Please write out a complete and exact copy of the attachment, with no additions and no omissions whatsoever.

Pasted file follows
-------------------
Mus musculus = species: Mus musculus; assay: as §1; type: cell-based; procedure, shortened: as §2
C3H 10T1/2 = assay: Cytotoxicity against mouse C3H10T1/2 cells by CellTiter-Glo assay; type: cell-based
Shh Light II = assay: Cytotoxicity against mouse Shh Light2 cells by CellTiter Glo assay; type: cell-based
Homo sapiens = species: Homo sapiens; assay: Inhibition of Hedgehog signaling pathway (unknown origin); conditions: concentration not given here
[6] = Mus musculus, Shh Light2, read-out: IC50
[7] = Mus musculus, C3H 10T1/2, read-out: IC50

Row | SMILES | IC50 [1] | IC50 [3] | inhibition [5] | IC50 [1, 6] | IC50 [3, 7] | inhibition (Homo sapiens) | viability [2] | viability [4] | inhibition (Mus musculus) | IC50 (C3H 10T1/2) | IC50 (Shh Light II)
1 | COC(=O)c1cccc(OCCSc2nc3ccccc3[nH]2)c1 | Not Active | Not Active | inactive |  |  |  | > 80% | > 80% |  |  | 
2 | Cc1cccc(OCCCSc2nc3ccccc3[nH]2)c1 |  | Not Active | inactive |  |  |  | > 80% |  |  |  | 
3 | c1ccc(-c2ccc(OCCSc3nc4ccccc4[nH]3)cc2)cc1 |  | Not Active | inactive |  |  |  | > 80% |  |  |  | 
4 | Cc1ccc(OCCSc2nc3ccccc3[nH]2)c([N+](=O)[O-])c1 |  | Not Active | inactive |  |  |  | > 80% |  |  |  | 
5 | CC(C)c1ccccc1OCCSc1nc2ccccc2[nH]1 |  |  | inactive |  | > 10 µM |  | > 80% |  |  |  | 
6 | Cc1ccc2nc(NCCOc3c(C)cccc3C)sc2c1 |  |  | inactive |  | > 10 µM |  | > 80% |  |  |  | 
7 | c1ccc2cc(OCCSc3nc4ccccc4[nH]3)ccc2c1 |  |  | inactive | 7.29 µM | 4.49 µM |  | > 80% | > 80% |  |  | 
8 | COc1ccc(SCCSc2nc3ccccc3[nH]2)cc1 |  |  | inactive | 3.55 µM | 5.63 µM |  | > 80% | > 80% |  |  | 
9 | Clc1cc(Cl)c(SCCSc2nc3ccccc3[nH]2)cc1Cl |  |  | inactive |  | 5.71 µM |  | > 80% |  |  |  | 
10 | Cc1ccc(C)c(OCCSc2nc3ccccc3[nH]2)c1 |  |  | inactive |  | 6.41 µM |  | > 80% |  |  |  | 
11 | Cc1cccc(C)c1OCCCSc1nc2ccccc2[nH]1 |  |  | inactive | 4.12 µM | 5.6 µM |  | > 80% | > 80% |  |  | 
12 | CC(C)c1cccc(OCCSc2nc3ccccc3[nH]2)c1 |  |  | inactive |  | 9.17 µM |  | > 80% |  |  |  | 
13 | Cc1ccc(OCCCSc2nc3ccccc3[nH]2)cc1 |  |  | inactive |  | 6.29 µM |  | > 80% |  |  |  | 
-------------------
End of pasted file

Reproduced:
Mus musculus = species: Mus musculus; assay: as §1; type: cell-based; procedure, shortened: as §2
C3H 10T1/2 = assay: Cytotoxicity against mouse C3H10T1/2 cells by CellTiter-Glo assay; type: cell-based
Shh Light II = assay: Cytotoxicity against mouse Shh Light2 cells by CellTiter Glo assay; type: cell-based
Homo sapiens = species: Homo sapiens; assay: Inhibition of Hedgehog signaling pathway (unknown origin); conditions: concentration not given here
[6] = Mus musculus, Shh Light2, read-out: IC50
[7] = Mus musculus, C3H 10T1/2, read-out: IC50

Row | SMILES | IC50 [1] | IC50 [3] | inhibition [5] | IC50 [1, 6] | IC50 [3, 7] | inhibition (Homo sapiens) | viability [2] | viability [4] | inhibition (Mus musculus) | IC50 (C3H 10T1/2) | IC50 (Shh Light II)
1 | COC(=O)c1cccc(OCCSc2nc3ccccc3[nH]2)c1 | Not Active | Not Active | inactive |  |  |  | > 80% | > 80% |  |  | 
2 | Cc1cccc(OCCCSc2nc3ccccc3[nH]2)c1 |  | Not Active | inactive |  |  |  | > 80% |  |  |  | 
3 | c1ccc(-c2ccc(OCCSc3nc4ccccc4[nH]3)cc2)cc1 |  | Not Active | inactive |  |  |  | > 80% |  |  |  | 
4 | Cc1ccc(OCCSc2nc3ccccc3[nH]2)c([N+](=O)[O-])c1 |  | Not Active | inactive |  |  |  | > 80% |  |  |  | 
5 | CC(C)c1ccccc1OCCSc1nc2ccccc2[nH]1 |  |  | inactive |  | > 10 µM |  | > 80% |  |  |  | 
6 | Cc1ccc2nc(NCCOc3c(C)cccc3C)sc2c1 |  |  | inactive |  | > 10 µM |  | > 80% |  |  |  | 
7 | c1ccc2cc(OCCSc3nc4ccccc4[nH]3)ccc2c1 |  |  | inactive | 7.29 µM | 4.49 µM |  | > 80% | > 80% |  |  | 
8 | COc1ccc(SCCSc2nc3ccccc3[nH]2)cc1 |  |  | inactive | 3.55 µM | 5.63 µM |  | > 80% | > 80% |  |  | 
9 | Clc1cc(Cl)c(SCCSc2nc3ccccc3[nH]2)cc1Cl |  |  | inactive |  | 5.71 µM |  | > 80% |  |  |  | 
10 | Cc1ccc(C)c(OCCSc2nc3ccccc3[nH]2)c1 |  |  | inactive |  | 6.41 µM |  | > 80% |  |  |  | 
11 | Cc1cccc(C)c1OCCCSc1nc2ccccc2[nH]1 |  |  | inactive | 4.12 µM | 5.6 µM |  | > 80% | > 80% |  |  | 
12 | CC(C)c1cccc(OCCSc2nc3ccccc3[nH]2)c1 |  |  | inactive |  | 9.17 µM |  | > 80% |  |  |  | 
13 | Cc1ccc(OCCCSc2nc3ccccc3[nH]2)cc1 |  |  | inactive |  | 6.29 µM |  | > 80% |  |  |  | 